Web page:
by Griffin W. Huschke
There’s been a lot of news out of Libya recently, with the UN approving a NATO-led no-fly zone, and the Libyan government offering a “cease-fire” in rapid succession. While only time will tell if the Qaddafi government will stick to its word regarding the cease fire, the recent collaboration between the UN and NATO–two organizations which sometimes seemed to have mutually exclusive mandates–is worthy of some discussion.
There’s been astonishingly little work done at the think tank level on NATO-UN cooperation (except for this trenchant piece), which is surprising considering the magnitude of the issue and the sheer number of people doing research on international organizations. All the trend-lines are encouraging for the prospects of further cooperation as well: NATO leaders continue to interface with UN officials on a regular basis, sharing information on both of the organizations’ interests and actions. Coordination between NATO and the UN during the Libyan crisis and other operations in Africa, including the joint African Union-UN mission to Sudan, shows that the UN and NATO can work well on the ground, too.
Part of the reason the UN needs NATO so much is because of the West’s awesome logistical capabilities. Called “legs” by the folks in uniform, NATO member states (especially the U.S.) have an unparalleled ability to deploy troops and supplies all over the world, using a combination of cargo ships, landing craft, and big, big helicopters. Even during the Cold War, NATO could afford to chill “over the horizon” from possible conflict areas, because they could deploy well trained fighting men and women to anywhere in the world in a flash. And when the UN is trying to stop genocide in areas that are hard to get to, à la Sudan, NATO is really the only organization that can get people and things where they need to be to stop horrific bloodshed.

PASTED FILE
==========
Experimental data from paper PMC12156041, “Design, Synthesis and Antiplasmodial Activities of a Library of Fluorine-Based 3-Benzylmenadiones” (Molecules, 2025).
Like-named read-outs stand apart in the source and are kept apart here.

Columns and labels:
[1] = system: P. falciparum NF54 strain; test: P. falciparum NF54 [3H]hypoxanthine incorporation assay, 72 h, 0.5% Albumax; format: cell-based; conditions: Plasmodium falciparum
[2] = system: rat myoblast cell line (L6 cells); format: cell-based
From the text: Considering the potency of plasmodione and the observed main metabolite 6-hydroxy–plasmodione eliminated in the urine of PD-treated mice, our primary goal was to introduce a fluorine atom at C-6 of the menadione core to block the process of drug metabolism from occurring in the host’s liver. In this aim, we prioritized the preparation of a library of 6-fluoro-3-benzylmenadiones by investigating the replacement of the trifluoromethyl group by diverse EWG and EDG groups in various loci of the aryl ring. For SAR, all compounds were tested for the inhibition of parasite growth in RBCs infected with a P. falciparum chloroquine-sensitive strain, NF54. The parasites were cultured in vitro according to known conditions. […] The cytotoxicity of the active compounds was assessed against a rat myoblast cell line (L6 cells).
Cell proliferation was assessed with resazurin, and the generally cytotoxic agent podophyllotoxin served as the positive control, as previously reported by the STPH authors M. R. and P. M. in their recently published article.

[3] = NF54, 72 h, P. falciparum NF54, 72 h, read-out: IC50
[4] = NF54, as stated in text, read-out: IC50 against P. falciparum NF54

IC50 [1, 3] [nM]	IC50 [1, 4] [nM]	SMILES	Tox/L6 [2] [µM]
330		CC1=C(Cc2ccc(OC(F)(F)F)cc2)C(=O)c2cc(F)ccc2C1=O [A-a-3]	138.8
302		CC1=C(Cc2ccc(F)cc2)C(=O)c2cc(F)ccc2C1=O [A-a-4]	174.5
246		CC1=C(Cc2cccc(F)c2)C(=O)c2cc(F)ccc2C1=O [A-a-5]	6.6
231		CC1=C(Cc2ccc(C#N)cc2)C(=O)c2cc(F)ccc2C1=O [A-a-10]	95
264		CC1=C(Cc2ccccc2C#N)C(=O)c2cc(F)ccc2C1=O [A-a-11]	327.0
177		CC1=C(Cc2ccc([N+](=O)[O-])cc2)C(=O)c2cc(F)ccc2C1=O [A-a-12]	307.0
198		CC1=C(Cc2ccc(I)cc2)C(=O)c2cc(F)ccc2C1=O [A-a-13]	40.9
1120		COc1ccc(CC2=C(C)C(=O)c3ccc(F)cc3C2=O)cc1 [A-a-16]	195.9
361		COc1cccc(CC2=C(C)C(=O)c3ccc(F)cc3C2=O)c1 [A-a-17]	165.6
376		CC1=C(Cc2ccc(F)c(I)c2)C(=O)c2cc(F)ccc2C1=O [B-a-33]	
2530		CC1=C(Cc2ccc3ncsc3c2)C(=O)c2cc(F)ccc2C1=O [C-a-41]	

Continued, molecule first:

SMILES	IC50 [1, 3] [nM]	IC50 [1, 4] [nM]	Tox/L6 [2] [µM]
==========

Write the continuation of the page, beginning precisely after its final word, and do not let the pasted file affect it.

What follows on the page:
But NATO needs the UN just as much. NATO has always had a bit of an image problem with Non-Aligned countries and some members of the former Warsaw Pact, who were suspicious of the organization they saw as a tool of capitalist/imperialist countries messing in places they shouldn’t be. But when NATO acts on a UN Security Council resolution, it gives the Alliance an air of legitimacy and respect from nations that may otherwise be wary of NATO troops far outside of Europe. It also shores up support for domestic constituencies in the Alliance—publics in many European countries aren’t that psyched about deploying members of their military of faraway places, and the Security Council can help citizens in NATO countries realize that Alliance action is sometimes very necessary.
There are likely to be some hiccups in the relationship ahead, however. Going forward, the UN and NATO are going to have to figure how to make their relationship more concrete without upsetting Russia, which still sees the Alliance as a bit of a home-wrecker. But a clear institutional bond between the two organizations will give specific responsibility to both groups and enhance their short- and long-term success. Hopefully, with further cooperation, these roles will become apparent, and strengthen the institutional links and provide better security and international governance for all.
Griffin W. Huschke is the Mayme and Herb Frank Fund Research Fellow at the Streit Council. Photo Credit: 350.org (http://www.flickr.com/photos/350org/3024810737/sizes/o/in/photostream/)